UNIVERSITY NEWS LAST UPDATED : 11 JANUARY 2017
A new report by Birmingham City University praises an innovative reading plan that aims to make every prisoner a reader.
Research from the University’s School of Education shows that after completing six months of the Turning Pages intervention by charity Shannon Trust, adults in custody increased the number of words read by over 50 per cent.
Launched in 2015, Turning Pages was specially commissioned by Shannon Trust for its Reading Plan, and has been designed specifically to support the reading development of adult learners within the context of prison.
The Shannon Trust Reading Plan sits outside formal education and Turning Pages is facilitated entirely by peer mentors rather than teachers or tutors. The new report highlights that learners saw private, one-to-one support from mentors and a chance to work at their own pace as key factors for successful learning.
Turning Pages makes use of a synthetic phonics approach to supporting reading development. Synthetic phonics is a method of teaching reading which first introduces the letter sounds and then builds up to blending these sounds together to achieve full pronunciation of whole words.
The new report, ‘Turning Pages, Changing Lives: An Evaluation of the Shannon Trust Reading Programme Turning Pages’, stresses that the initiative has improved the reading of all learners, regardless of age, gender, ethnicity, whether or not they had a learning difficulty or dyslexia, or spoke English as an additional language.
“The report backs up what we hear on the ground, that Turning Pages not only helps people gain reading skills needed for employment on release but allows families to reconnect through reading. There’s little more powerful than someone telling you they will now be able to sit and read with their child.”
Turning Pages has been implemented in 124 prisons across England, Wales and Northern Ireland and helps over 4,000 people in prison to read each year. The 2016 Coates Review identified the Shannon Trust reading scheme as an example of good practice in unlocking prisoner potential.
Birmingham City University academics Professor Alex Kendall and Dr Tom Hopkins have now completed a one-year evaluation of Turning Pages, with their report launched on Wednesday 11 January at CCLA, Senator House in London.
“Turning Pages has provided prisoners with productive opportunities to re-engage with learning at their own pace and work towards realistic goals that are meaningful to their own lives, both in prison and looking ahead to life after their release.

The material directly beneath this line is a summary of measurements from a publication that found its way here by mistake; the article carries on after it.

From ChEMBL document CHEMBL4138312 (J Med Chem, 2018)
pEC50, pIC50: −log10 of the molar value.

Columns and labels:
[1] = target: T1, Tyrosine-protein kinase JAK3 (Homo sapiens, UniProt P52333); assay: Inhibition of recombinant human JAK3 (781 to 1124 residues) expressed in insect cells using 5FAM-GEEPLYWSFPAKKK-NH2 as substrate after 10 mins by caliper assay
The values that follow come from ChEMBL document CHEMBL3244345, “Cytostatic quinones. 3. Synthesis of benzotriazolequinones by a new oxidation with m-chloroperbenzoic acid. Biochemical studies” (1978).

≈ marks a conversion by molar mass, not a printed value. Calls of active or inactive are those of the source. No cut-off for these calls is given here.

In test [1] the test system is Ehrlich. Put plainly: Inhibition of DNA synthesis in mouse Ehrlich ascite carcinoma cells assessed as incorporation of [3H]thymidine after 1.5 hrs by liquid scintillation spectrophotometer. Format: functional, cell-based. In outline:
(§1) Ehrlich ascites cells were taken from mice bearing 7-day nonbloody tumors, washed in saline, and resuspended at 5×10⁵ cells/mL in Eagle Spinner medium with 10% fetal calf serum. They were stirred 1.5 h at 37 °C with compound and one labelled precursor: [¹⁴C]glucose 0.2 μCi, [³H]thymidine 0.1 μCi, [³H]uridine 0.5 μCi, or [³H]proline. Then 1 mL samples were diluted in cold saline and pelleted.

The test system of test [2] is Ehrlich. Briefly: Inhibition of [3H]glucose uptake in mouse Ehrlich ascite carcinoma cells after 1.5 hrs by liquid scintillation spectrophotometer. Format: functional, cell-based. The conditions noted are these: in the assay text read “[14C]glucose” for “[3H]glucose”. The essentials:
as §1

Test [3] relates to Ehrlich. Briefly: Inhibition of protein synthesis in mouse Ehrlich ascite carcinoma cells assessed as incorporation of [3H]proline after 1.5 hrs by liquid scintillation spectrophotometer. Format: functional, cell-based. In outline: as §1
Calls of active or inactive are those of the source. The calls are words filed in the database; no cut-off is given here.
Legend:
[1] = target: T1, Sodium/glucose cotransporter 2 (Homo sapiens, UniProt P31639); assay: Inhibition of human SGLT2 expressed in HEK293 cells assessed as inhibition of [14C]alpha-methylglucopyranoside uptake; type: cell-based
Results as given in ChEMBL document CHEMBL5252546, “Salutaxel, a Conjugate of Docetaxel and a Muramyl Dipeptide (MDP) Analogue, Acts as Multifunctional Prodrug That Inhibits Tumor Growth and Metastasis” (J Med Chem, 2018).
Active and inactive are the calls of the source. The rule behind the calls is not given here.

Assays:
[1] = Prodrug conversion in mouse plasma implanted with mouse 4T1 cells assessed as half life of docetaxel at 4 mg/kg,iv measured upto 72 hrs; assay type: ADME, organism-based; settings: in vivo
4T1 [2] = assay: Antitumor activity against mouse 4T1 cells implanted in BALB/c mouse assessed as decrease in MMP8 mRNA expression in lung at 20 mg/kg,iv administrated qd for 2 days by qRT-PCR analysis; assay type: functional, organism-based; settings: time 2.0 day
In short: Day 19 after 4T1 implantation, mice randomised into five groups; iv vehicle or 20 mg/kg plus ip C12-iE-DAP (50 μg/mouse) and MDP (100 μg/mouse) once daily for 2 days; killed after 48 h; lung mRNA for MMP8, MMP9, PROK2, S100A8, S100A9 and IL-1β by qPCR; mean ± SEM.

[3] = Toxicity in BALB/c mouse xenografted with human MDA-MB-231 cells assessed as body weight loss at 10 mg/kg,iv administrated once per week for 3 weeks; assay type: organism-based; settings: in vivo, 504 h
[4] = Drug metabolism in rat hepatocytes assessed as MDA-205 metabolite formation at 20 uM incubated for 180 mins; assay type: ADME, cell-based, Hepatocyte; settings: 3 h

“One of the prisoners we interviewed during our research said that Turning Pages is ‘an investment for the future’ and we have found that this is most certainly the case.”
Literacy in prisons
Nearly 50 per cent of prisoners have a literacy level expected of a primary school leaver and below that needed for successful employment. Shannon Trust is aiming to enhance prisoner’s chances of successful rehabilitation with its Reading Plan, a peer-mentored initiative that gives prisoners a vital skill and a fresh start in life.
The reasons why someone has reached adulthood without learning to read are numerous and various: many have specific learning difficulties such as dyslexia or disrupted school experience; too often it is simply that they didn’t have someone in their life with time and patience to teach them.
David Wilson, Professor of Criminology at Birmingham City University was also involved in preparing the new report. He said:
“Turning Pages provides important chances for learners and mentors to exercise some control and choice in the otherwise highly regulated prison environment.
“Prisoner mentors supporting learners is central to the success of the programme. Mentors get to know their learners and between them ‘negotiate’ the sessions or tailor their approach to suit them, which is further motivated by the fact that the Reading Plan sits outside formal education.”
The report concludes with recommendations from Birmingham City University that the Reading Plan remains in its current form. The research also suggests that the initiative is more heavily promoted across all prison staff and prospective learners, and that sessions are embedded into the core prison day.